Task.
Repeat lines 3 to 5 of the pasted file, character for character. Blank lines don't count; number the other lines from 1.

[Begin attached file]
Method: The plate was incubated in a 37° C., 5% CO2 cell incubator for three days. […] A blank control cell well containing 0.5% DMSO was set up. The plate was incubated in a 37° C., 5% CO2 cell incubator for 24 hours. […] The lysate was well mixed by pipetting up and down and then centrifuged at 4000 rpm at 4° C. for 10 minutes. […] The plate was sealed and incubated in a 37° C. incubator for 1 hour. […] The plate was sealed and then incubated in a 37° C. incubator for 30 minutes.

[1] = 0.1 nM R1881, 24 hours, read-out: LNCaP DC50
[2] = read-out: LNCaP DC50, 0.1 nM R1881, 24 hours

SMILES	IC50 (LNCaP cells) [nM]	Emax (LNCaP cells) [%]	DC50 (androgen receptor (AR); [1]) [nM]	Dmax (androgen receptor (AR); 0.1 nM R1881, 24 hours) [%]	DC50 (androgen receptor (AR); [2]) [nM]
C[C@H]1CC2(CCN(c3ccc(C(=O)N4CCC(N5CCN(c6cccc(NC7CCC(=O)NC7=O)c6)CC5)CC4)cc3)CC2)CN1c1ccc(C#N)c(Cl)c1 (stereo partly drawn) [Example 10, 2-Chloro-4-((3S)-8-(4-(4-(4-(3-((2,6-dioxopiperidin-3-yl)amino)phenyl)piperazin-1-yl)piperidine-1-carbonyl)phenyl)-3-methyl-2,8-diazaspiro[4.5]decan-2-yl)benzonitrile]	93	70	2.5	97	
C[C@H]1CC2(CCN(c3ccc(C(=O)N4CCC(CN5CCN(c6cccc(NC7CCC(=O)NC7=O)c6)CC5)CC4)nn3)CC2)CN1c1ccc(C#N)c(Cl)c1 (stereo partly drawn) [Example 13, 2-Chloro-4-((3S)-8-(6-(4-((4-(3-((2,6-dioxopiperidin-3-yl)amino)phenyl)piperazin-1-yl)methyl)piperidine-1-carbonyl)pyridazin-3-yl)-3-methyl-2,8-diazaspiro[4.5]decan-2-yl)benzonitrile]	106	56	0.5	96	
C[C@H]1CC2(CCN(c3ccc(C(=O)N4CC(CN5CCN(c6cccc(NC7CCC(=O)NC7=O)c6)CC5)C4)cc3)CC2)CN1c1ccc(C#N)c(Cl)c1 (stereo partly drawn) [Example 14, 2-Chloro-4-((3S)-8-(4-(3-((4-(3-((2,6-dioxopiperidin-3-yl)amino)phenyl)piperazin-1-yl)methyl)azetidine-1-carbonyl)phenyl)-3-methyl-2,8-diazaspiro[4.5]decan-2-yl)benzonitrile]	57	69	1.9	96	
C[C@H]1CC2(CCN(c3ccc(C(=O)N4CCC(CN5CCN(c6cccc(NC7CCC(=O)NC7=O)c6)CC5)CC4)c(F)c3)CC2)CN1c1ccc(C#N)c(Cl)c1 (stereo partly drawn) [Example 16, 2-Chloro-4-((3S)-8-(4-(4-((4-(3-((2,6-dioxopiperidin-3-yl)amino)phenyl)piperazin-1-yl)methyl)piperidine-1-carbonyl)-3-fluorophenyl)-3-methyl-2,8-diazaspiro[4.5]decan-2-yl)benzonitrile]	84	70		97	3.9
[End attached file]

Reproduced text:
[2] = read-out: LNCaP DC50, 0.1 nM R1881, 24 hours

SMILES	IC50 (LNCaP cells) [nM]	Emax (LNCaP cells) [%]	DC50 (androgen receptor (AR); [1]) [nM]	Dmax (androgen receptor (AR); 0.1 nM R1881, 24 hours) [%]	DC50 (androgen receptor (AR); [2]) [nM]
C[C@H]1CC2(CCN(c3ccc(C(=O)N4CCC(N5CCN(c6cccc(NC7CCC(=O)NC7=O)c6)CC5)CC4)cc3)CC2)CN1c1ccc(C#N)c(Cl)c1 (stereo partly drawn) [Example 10, 2-Chloro-4-((3S)-8-(4-(4-(4-(3-((2,6-dioxopiperidin-3-yl)amino)phenyl)piperazin-1-yl)piperidine-1-carbonyl)phenyl)-3-methyl-2,8-diazaspiro[4.5]decan-2-yl)benzonitrile]	93	70	2.5	97	